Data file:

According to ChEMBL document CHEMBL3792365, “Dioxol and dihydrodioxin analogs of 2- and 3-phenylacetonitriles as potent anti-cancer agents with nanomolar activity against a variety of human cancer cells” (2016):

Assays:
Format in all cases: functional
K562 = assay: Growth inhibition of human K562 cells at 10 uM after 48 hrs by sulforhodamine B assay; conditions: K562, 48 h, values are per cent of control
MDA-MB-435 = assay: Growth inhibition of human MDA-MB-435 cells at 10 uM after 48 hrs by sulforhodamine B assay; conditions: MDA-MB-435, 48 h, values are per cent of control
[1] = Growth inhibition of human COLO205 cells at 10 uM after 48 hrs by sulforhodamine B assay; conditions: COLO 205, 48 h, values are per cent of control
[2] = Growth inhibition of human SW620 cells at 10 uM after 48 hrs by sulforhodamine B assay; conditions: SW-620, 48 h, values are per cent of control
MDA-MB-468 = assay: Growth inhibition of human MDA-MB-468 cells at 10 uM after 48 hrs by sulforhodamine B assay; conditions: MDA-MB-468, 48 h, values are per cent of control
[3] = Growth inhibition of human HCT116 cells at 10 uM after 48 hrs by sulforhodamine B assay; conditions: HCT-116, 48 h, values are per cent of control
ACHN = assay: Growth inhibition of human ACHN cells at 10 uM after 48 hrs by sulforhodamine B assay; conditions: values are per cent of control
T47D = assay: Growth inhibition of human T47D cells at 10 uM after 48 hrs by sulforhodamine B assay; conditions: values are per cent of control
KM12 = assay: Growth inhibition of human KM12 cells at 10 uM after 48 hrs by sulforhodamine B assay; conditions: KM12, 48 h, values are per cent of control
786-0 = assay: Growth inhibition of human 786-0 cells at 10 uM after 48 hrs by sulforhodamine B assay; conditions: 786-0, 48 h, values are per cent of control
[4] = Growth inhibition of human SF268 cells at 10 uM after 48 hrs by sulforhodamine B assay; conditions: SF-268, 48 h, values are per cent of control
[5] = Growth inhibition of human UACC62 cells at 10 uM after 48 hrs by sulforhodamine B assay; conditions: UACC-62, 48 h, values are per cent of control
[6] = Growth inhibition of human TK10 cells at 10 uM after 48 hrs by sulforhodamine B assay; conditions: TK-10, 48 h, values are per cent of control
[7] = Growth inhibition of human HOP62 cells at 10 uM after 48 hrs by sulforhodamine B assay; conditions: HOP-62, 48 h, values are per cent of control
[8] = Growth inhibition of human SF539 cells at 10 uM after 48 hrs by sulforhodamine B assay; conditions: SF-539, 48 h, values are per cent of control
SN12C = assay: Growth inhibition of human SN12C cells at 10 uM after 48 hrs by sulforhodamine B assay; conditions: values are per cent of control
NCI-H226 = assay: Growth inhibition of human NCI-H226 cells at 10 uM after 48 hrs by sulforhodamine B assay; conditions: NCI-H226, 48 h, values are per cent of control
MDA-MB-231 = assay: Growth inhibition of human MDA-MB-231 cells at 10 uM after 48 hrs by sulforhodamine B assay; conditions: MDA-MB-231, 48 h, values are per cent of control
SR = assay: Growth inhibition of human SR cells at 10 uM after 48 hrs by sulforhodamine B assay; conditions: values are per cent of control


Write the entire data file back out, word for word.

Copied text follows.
According to ChEMBL document CHEMBL3792365, “Dioxol and dihydrodioxin analogs of 2- and 3-phenylacetonitriles as potent anti-cancer agents with nanomolar activity against a variety of human cancer cells” (2016):

Assays:
Format in all cases: functional
K562 = assay: Growth inhibition of human K562 cells at 10 uM after 48 hrs by sulforhodamine B assay; conditions: K562, 48 h, values are per cent of control
MDA-MB-435 = assay: Growth inhibition of human MDA-MB-435 cells at 10 uM after 48 hrs by sulforhodamine B assay; conditions: MDA-MB-435, 48 h, values are per cent of control
[1] = Growth inhibition of human COLO205 cells at 10 uM after 48 hrs by sulforhodamine B assay; conditions: COLO 205, 48 h, values are per cent of control
[2] = Growth inhibition of human SW620 cells at 10 uM after 48 hrs by sulforhodamine B assay; conditions: SW-620, 48 h, values are per cent of control
MDA-MB-468 = assay: Growth inhibition of human MDA-MB-468 cells at 10 uM after 48 hrs by sulforhodamine B assay; conditions: MDA-MB-468, 48 h, values are per cent of control
[3] = Growth inhibition of human HCT116 cells at 10 uM after 48 hrs by sulforhodamine B assay; conditions: HCT-116, 48 h, values are per cent of control
ACHN = assay: Growth inhibition of human ACHN cells at 10 uM after 48 hrs by sulforhodamine B assay; conditions: values are per cent of control
T47D = assay: Growth inhibition of human T47D cells at 10 uM after 48 hrs by sulforhodamine B assay; conditions: values are per cent of control
KM12 = assay: Growth inhibition of human KM12 cells at 10 uM after 48 hrs by sulforhodamine B assay; conditions: KM12, 48 h, values are per cent of control
786-0 = assay: Growth inhibition of human 786-0 cells at 10 uM after 48 hrs by sulforhodamine B assay; conditions: 786-0, 48 h, values are per cent of control
[4] = Growth inhibition of human SF268 cells at 10 uM after 48 hrs by sulforhodamine B assay; conditions: SF-268, 48 h, values are per cent of control
[5] = Growth inhibition of human UACC62 cells at 10 uM after 48 hrs by sulforhodamine B assay; conditions: UACC-62, 48 h, values are per cent of control
[6] = Growth inhibition of human TK10 cells at 10 uM after 48 hrs by sulforhodamine B assay; conditions: TK-10, 48 h, values are per cent of control
[7] = Growth inhibition of human HOP62 cells at 10 uM after 48 hrs by sulforhodamine B assay; conditions: HOP-62, 48 h, values are per cent of control
[8] = Growth inhibition of human SF539 cells at 10 uM after 48 hrs by sulforhodamine B assay; conditions: SF-539, 48 h, values are per cent of control
SN12C = assay: Growth inhibition of human SN12C cells at 10 uM after 48 hrs by sulforhodamine B assay; conditions: values are per cent of control
NCI-H226 = assay: Growth inhibition of human NCI-H226 cells at 10 uM after 48 hrs by sulforhodamine B assay; conditions: NCI-H226, 48 h, values are per cent of control
MDA-MB-231 = assay: Growth inhibition of human MDA-MB-231 cells at 10 uM after 48 hrs by sulforhodamine B assay; conditions: MDA-MB-231, 48 h, values are per cent of control
SR = assay: Growth inhibition of human SR cells at 10 uM after 48 hrs by sulforhodamine B assay; conditions: values are per cent of control